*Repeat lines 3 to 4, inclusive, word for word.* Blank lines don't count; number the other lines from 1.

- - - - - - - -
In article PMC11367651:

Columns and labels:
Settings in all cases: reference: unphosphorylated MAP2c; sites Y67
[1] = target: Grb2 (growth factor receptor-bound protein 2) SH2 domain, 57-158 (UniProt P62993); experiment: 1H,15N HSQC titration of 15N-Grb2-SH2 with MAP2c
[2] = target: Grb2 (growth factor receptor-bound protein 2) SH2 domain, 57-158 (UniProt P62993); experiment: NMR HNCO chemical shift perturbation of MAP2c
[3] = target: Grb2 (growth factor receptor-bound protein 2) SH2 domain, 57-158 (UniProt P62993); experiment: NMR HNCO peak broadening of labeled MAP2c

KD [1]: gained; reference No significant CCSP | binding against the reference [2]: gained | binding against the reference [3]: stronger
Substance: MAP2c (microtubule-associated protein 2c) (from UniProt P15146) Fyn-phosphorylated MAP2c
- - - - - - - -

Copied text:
Settings in all cases: reference: unphosphorylated MAP2c; sites Y67
[1] = target: Grb2 (growth factor receptor-bound protein 2) SH2 domain, 57-158 (UniProt P62993); experiment: 1H,15N HSQC titration of 15N-Grb2-SH2 with MAP2c